In the late 1800s, when their boat is forced to dock at the village of Puerto Miguel, Mexico, for repairs, Americans Hooker, Fiske and Luke Daly are annoyed that their plans to mine gold in California have been delayed. Although the three men are strangers to one another, they drink together in a local cantina, where Fiske, a professional gambler, tries to pry personal information out of the taciturn Hooker. The hot-headed Daly is ready to join in a fight between Mexican Vicente and another man for the attentions of the cantina’s singer, but Fiske warns him to control his temper. After the incident, a beautiful, desperate American woman named Leah Fuller runs in and begs the locals to help free her husband John, who became trapped in their gold mine during a cave-in. No one comes forward, even though she offers $1,000 per man, and when she spots the Americans, she approaches them. Fiske is suspicious about why no one else will take the job, but Leah explains that they merely fear the Apaches who control the territory through which they will be traveling for several days. Leah doubles the reward and pleads with the men, telling them that a fellow American is dying, and Daly, immediately infatuated with the charismatic Leah, agrees to help. Hooker and Fiske also agree, as does Vicente, and soon the group is riding along a narrow mountain trail. Leah reveals to Fiske that she and Fuller were given a map to the remote location by an old priest in Sacramento, and as they continue he is amazed by her stamina. Hooker and Fiske observe Vicente carefully noting the passing landscape and leaving markers to their trail, and the first night at camp, Fiske taunts Hooker that he, like Daly, will fall under Leah’s spell. Hooker then prevents Daly from following Leah as she walks away from the camp, and when he himself follows her, he sees her destroying Vicente’s markers. Leah warns Hooker not to underestimate her, and Hooker retorts that she cares more about her gold mine than her husband. The following night, the group camps at the burned-out ruins of an old mission, and Hooker finds signs of recent occupation by Apaches. Hooker cautions his companions that this month, “the moon of the white man,” is one in which the Indians celebrate their victories over white settlements, but Leah shames the men by offering them more money to overcome their fears and continue. When Leah once again sneaks out of camp to destroy Vicente’s markers, she is followed by Daly, who professes his admiration and violently tries to kiss her. Leah screams as she fends him off, but then saunters back into camp as if nothing happened. Hooker orders Daly to go to sleep, and when Daly protests, Hooker reveals that Daly is a cowardly bounty hunter who shoots his prey in the back. Daly charges at Hooker, but the older man easily outfights him until he begins to weep with humiliation. Hooker reprimands Leah for inadvertently leading Daly on, then gently tends to Daly, telling him that all Leah cares about is her husband. The following night, after they camp, Leah tells Hooker that the abandoned city to which they are headed was once a boom town that was covered by the lava of a huge volcano. After the explosion, the volcano became sacred to the Apaches, and white miners have been afraid to return. The following day, the group reaches the massive slide of black lava, and Leah leads them to the mine shaft in which her husband is pinned. The men succeed in freeing Fuller, and Hooker sets his broken leg. As Leah tends to him, Fuller bitterly recounts his thoughts during the days he lay waiting for her return, and accuses her of marrying him only so that he could find gold for her. Leah is stung by Fuller’s perception of her as a hard-hearted fortune-hunter, and when Hooker reveals that they are being watched by Apaches, she offers to stay behind and light fires as a distraction while the men slip away during the night. Hooker explains that her overwhelming drive for riches has made a coward of her husband, and Fiske accuses her of knowing that none of the men would let her sacrifice herself. Hooker, who has revealed that he once was a sheriff, organizes the escape party, then slugs Leah and drapes her over his horse. The group rides as hard as it can, but the still-weak Fuller holds them up, and when they camp, Daly decries his presence as it becomes clear that the Apaches are pursuing them. Knowing that he is holding them back, Fuller asks Daly for a horse, and before Hooker can stop him, Fuller rides off. Daly and Hooker are just about to engage in a gun battle when Daly is shot in the back with an arrow, and the rest of the group rides away. The gruesome sight of Fuller, pierced by arrows and hung upside down on the ruined mission’s cross, stops them, and Leah, believing that he hated her, weeps. Hooker tries to persuade her that Fuller loved her, and that is why he left their camp rather than endanger her, but she cannot accept his words of comfort. When they are riding the following day, Apache arrows kill Vicente’s horse, and Vicente is shot to death while hurling challenges at his tormentors. With only Hooker, Leah and Fiske left, they ride hard until they reach the narrow mountain road, where they hide behind some boulders. They are able to force the Indians to retreat temporarily, and Hooker then orders Fiske to take Leah to Puerto Miguel while he remains behind to hold off their pursuers. Fiske refuses to go and, dismising the older man’s assertion that he is a better shot, challenges Hooker to a card game to decide who will stay. Knowing that Leah and Hooker are in love, Fiske is glad when he wins, and the couple departs. Upon reaching the meadow, where they know they are safe, Hooker admits to Leah that Fiske is a finer man than he had thought, and that he must rescue him. Leah acquiesces, and when Hooker returns, the dying Fiske proudly shows him how many Indians he has shot. Hooker chides Fiske for cheating him in the card game, and Fiske urges him to build a home with Leah. After Fiske dies, Hooker looks out on the landscape, which the old priest had called “The Garden of Evil,” then catches up with Leah and rides off with her. +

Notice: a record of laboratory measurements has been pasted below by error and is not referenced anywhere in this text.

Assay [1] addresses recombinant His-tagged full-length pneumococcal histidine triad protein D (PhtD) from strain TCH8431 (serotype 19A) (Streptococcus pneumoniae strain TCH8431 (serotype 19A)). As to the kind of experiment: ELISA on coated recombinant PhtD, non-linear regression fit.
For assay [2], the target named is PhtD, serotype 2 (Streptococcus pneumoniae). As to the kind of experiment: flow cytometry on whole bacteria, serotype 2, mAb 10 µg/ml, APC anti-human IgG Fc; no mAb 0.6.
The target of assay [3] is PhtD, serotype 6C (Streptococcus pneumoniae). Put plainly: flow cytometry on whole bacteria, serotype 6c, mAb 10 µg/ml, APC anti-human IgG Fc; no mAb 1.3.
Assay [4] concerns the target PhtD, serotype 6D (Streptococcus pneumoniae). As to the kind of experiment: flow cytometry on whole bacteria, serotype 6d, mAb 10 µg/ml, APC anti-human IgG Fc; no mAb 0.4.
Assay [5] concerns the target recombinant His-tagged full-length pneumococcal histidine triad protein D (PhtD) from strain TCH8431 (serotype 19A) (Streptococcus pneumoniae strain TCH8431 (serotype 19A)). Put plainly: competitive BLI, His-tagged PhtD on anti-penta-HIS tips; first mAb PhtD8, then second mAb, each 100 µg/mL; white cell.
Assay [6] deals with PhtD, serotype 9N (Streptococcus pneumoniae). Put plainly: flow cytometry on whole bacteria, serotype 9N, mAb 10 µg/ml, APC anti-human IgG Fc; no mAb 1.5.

Legend
Viewed by AFI
Partially Viewed
Offscreen Credit
Name Occurs Before Title
AFI Life Achievement Award